Vicki Paris Goodman
I’m a big fan of poet and playwright Oscar Wilde, whose literary skewering of the late 19th-century British aristocracy is as deliciously satirical, and silly, as it gets. For example, in his comedic play The Importance of Being Earnest, Wilde’s every piercing line of dialogue seems to speak volumes while saying absolutely nothing.
So when I found out that the Long Beach Playhouse would be hosting Intimately Wilde, a production of Olio Theatre Works, I was anxious to see the play depicting the final 24 hours prior to Wilde’s 1897 imprisonment for homosexuality. Yes, it was against the law there and then.
Tim Thorn masterfully portrays Wilde in what practically amounts to a one-man show accompanied by a multitude of lesser characters. Thorn never leaves the stage.
Playwright Terra Taylor Knudson wrote the role with Thorn in mind, and the part is clearly all his. But the gentlemanly kindness and sensitivity that Thorn overwhelmingly imparts to his character struck me as wholly un-Wilde-like, given the poet’s reputation for biting sarcasm and flamboyant public behavior. If I’m right, then the play, and the role, take a good bit of poetic license and demand as much audience leeway.
But Thorn, whose speaking voice is deep and rich, more than makes up for any historic inaccuracies. Torn between family life, with wife Constance (played by Knudson, herself!) and the couple’s two young sons, and his homosexual lover “Bosie” (Ryan Michael Hartman), Wilde’s vulnerability and guilt are palpable. Yet he never appears to fight his impulses, and he feels genuine affection for his wife and children. His passions, however, are with the ill-behaved “Bosie,” who is nowhere near Wilde’s equal. Ah, such are matters of the heart…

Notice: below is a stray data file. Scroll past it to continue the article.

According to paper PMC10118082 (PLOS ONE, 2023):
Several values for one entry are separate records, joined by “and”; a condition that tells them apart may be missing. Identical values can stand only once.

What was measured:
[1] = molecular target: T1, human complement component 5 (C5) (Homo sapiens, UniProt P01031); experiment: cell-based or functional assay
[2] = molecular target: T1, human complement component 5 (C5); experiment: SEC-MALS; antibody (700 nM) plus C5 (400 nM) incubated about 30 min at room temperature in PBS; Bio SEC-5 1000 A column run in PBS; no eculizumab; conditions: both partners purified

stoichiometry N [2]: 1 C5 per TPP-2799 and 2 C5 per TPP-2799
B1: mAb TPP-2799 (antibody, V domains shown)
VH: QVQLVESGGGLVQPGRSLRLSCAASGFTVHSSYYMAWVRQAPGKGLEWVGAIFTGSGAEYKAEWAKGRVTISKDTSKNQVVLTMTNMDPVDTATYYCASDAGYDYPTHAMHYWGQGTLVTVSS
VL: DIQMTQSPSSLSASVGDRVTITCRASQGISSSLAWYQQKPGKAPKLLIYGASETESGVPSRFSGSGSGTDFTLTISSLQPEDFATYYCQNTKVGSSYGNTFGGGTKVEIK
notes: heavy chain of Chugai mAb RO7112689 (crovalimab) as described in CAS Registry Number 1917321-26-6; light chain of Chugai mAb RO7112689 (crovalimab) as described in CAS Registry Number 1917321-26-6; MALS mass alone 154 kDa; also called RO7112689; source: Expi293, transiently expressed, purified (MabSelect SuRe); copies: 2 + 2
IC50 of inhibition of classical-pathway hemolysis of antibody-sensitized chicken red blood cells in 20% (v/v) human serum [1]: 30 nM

Knudson’s Constance, on the other hand, seems every bit a worthy mate. Her quick wit, quiet confidence, and appealing charm render her an extremely sympathetic underdog against the romantically and sexually stacked deck that does not favor her.
Hartman’s undisciplined “Bosie” adds a disquieting color to the play. And it is his disapproving father who ultimately sets in motion the actions that bring about Wilde’s ruin and the end of his marriage.
The prolific lines Knudson has written for Thorn’s Wilde are lush, lyrical, clever, and insightful. The quality, if not the tone, is befitting of Wilde. As should be the case, dialogue written for other characters is clearly of a more common variety.
Courtroom and prison scenes, which might have been heart-wrenching, are instead rather inspiring. Thorn’s determined insistence on his character’s dignity and decency makes them so.
A variety of flashbacks that fill in necessary background events are not necessarily in sequence, but somehow the chronology is always clear.
Gigi Fusco Meese directs this fine production in which other cast members are Alex DesCombes, Derek Long, Pete Stone, and Miguel Solorio. Believe it or not, Thorn also designed the well-detailed set, which cleverly provides for a study in Wilde’s home, the flat where he meets “Bosie,” the courtroom, and Wilde’s prison cell, without the need for any set changes.
Intimately Wilde continues at the Long Beach Playhouse Studio Theatre through Jan. 27. General admission tickets are $20, and $15 for students and seniors. Performances are Fridays and Saturdays at 8pm, with Sunday matinees at 2pm. The Long Beach Playhouse is located at 5021 E. Anaheim St. Call (562) 494-1014 for reservations and information. Tickets are also available online at lbplayhouse.org .